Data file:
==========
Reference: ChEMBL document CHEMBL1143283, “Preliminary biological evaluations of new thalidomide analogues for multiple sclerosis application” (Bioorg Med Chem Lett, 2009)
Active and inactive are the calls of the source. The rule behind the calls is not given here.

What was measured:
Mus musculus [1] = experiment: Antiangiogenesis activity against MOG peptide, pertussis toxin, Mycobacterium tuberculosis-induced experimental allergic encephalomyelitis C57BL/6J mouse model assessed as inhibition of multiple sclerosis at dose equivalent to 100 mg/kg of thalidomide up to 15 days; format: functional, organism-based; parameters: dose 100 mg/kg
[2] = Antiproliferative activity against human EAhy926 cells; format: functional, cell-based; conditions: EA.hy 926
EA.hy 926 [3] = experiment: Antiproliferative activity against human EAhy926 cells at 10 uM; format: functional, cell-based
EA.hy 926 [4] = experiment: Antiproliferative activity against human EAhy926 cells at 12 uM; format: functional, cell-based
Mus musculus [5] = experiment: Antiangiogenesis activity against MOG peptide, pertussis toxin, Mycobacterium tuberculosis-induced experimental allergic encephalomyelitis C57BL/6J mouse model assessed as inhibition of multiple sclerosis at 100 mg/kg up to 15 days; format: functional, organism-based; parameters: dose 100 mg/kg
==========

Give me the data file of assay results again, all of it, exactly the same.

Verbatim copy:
Reference: ChEMBL document CHEMBL1143283, “Preliminary biological evaluations of new thalidomide analogues for multiple sclerosis application” (Bioorg Med Chem Lett, 2009)
Active and inactive are the calls of the source. The rule behind the calls is not given here.

What was measured:
Mus musculus [1] = experiment: Antiangiogenesis activity against MOG peptide, pertussis toxin, Mycobacterium tuberculosis-induced experimental allergic encephalomyelitis C57BL/6J mouse model assessed as inhibition of multiple sclerosis at dose equivalent to 100 mg/kg of thalidomide up to 15 days; format: functional, organism-based; parameters: dose 100 mg/kg
[2] = Antiproliferative activity against human EAhy926 cells; format: functional, cell-based; conditions: EA.hy 926
EA.hy 926 [3] = experiment: Antiproliferative activity against human EAhy926 cells at 10 uM; format: functional, cell-based
EA.hy 926 [4] = experiment: Antiproliferative activity against human EAhy926 cells at 12 uM; format: functional, cell-based
Mus musculus [5] = experiment: Antiangiogenesis activity against MOG peptide, pertussis toxin, Mycobacterium tuberculosis-induced experimental allergic encephalomyelitis C57BL/6J mouse model assessed as inhibition of multiple sclerosis at 100 mg/kg up to 15 days; format: functional, organism-based; parameters: dose 100 mg/kg